static {System.out.print("6");}
R() {super(j);System.out.print("7");}
}
class S {
public static void main(String[] args) {
new R();
}
}

" Compiler Error
The constructor of R has an explicit call to the super class constructor that includes an instance variable as a parameter. A compiler error is generated since the instance of class R does not exist at the point in time when the super class constructor is invoked. "
any replies to clear this up will be very much appreciated.
[ August 20, 2002: Message edited by: Rodge Thomas ]
[ August 20, 2002: Message edited by: Rodge Thomas ]
Dan Chisholm
Ranch Hand

Joined: Jul 02, 2002
Posts: 1865
Rodge,
Your ten step process for initialization is close to being correct, but it isn't exactly. The Java Language Specification, Section 12.5, Creation of New Class Instances provides a good example of the process.

In the example:
class Point {
int x, y;
Point() { x = 1; y = 1; }
}
class ColoredPoint extends Point {
int color = 0xFF00FF;
}
class Test {
public static void main(String[] args) {
ColoredPoint cp = new ColoredPoint();
System.out.println(cp.color);
}
}
a new instance of ColoredPoint is created. First, space is allocated for the new ColoredPoint, to hold the fields x, y, and color. All these fields are then initialized to their default values (in this case, 0 for each field). Next, the ColoredPoint constructor with no arguments is first invoked. Since ColoredPoint declares no constructors, a default constructor of the form:
ColoredPoint() { super(); }
is provided for it automatically by the Java compiler.
This constructor then invokes the Point constructor with no arguments. The Point constructor does not begin with an invocation of a constructor, so the compiler provides an implicit invocation of its superclass constructor of no arguments, as though it had been written:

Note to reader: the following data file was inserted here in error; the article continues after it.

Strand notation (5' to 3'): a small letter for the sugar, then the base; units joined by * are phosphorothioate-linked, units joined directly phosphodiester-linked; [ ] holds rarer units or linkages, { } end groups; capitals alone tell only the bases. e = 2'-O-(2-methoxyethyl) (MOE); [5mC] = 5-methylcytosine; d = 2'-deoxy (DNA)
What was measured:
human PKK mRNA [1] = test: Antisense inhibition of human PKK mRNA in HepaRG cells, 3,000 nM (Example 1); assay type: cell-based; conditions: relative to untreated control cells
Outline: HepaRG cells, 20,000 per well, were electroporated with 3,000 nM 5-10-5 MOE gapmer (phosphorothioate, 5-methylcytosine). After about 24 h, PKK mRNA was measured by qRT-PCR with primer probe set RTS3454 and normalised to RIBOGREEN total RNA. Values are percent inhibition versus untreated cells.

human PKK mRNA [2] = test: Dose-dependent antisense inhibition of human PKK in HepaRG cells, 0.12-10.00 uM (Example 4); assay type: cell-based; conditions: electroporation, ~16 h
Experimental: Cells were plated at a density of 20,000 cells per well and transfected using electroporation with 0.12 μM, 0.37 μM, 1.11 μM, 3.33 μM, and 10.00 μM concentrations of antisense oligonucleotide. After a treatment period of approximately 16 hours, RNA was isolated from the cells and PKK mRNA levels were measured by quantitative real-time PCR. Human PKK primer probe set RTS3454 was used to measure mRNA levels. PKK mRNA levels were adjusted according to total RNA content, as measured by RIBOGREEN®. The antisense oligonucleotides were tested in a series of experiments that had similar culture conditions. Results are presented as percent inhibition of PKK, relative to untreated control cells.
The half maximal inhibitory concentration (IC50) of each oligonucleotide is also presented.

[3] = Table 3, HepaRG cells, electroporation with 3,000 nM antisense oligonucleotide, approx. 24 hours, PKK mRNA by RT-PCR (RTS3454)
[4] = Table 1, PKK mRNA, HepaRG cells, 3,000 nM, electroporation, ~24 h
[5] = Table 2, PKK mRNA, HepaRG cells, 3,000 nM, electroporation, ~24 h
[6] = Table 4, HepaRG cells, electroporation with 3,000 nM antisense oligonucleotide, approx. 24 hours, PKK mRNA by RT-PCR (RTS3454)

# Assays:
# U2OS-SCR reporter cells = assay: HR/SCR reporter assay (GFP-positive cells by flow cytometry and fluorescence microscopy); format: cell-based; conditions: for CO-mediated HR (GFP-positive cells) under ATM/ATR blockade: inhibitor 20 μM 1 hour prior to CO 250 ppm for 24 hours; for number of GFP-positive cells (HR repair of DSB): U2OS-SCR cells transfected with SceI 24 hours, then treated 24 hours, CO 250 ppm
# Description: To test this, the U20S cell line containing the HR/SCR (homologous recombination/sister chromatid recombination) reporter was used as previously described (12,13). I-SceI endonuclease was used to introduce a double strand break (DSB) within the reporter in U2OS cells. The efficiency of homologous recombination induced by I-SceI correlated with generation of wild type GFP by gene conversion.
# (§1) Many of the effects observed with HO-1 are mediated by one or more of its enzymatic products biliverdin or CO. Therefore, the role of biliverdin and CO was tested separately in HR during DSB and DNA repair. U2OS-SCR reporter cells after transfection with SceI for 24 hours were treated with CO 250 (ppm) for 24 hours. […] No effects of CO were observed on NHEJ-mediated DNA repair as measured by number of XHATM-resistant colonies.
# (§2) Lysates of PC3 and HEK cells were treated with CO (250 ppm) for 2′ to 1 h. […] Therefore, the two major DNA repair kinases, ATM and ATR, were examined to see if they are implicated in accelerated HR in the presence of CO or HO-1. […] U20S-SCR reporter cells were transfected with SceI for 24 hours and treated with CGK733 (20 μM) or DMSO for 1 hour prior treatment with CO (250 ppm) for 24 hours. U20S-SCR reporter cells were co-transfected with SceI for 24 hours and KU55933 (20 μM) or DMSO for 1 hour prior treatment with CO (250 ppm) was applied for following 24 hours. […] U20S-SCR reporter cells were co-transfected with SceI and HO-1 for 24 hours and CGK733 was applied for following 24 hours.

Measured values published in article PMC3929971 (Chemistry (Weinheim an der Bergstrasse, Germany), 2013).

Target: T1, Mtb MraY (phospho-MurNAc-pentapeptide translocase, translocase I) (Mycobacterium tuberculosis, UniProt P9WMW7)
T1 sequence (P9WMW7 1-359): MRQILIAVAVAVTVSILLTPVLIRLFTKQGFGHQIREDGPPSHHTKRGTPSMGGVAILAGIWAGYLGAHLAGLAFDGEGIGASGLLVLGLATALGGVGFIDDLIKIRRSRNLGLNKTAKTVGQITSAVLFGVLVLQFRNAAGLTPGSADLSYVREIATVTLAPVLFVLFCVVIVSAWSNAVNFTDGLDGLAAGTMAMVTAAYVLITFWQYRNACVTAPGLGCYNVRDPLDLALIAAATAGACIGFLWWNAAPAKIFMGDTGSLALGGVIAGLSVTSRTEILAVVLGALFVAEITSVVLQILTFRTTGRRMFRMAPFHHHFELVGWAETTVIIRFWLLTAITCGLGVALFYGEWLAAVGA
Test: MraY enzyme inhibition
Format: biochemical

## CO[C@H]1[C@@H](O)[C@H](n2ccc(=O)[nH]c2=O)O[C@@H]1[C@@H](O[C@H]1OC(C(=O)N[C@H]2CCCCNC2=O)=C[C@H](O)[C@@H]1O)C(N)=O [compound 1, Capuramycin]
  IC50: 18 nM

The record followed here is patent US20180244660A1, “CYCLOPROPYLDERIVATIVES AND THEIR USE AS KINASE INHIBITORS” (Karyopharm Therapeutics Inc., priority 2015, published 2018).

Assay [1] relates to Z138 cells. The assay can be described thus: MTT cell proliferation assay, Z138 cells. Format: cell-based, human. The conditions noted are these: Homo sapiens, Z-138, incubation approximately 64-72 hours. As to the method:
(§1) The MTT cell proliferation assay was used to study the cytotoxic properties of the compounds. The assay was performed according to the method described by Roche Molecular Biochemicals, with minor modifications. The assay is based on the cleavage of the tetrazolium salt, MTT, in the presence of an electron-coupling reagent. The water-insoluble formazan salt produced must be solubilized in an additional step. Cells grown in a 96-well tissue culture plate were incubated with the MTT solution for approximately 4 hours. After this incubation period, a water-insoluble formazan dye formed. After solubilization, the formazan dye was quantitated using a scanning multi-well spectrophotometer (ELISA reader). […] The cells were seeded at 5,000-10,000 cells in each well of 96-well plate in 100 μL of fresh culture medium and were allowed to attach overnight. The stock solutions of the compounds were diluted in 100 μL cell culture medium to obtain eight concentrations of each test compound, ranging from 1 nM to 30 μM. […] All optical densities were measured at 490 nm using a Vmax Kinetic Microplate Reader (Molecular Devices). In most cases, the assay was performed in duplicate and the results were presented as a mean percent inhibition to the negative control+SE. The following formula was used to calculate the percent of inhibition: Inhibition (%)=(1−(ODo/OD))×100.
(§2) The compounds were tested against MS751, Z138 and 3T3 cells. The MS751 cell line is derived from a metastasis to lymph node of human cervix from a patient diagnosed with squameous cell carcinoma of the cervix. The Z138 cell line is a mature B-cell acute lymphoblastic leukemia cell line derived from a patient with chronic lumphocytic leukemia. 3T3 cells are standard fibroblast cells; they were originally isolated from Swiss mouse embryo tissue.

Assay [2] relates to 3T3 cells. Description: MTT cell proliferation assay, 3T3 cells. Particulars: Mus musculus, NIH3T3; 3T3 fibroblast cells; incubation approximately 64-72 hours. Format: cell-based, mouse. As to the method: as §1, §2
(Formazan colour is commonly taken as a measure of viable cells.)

Point() { super(); x = 1; y = 1; }
Therefore, the constructor for Object which takes no arguments is invoked.
The class Object has no superclass, so the recursion terminates here. Next, any instance initializers, instance variable initializers of Object are invoked. Next, the body of the constructor of Object that takes no arguments is executed. No such constructor is declared in Object, so the compiler supplies a default one, which in this special case is:

Object() { }
This constructor executes without effect and returns.
Next, all initializers for the instance variables of class Point are executed. As it happens, the declarations of x and y do not provide any initialization expressions, so no action is required for this step of the example. Then the body of the Point constructor is executed, setting x to 1 and y to 1.
Next, the initializers for the instance variables of class ColoredPoint are executed. This step assigns the value 0xFF00FF to color. Finally, the rest of the body of the ColoredPoint constructor is executed (the part after the invocation of super); there happen to be no statements in the rest of the body, so no further action is required and initialization is complete.
Dan Chisholm
Ranch Hand

Joined: Jul 02, 2002
Posts: 1865

The constructor of R has an explicit call to the super class constructor that includes an instance variable as a parameter. A compiler error is generated since the instance of class R does not exist at the point in time when the super class constructor is invoked.

Rather than say that the instance does not exist I should have said that it has not yet been fully initialized. In the next version of the exam I'll use the following remark in place of the old one quoted above.

The constructor of R has an explicit call to the super class constructor that includes an instance variable as a parameter. A compiler error is generated since the instance of class R has not yet been fully initialized at the point in time when the super class constructor is invoked. The instance variable R.j still contains the default value of zero rather than the assigned value of 2.
 
It is sorta covered in the JavaRanch Style Guide.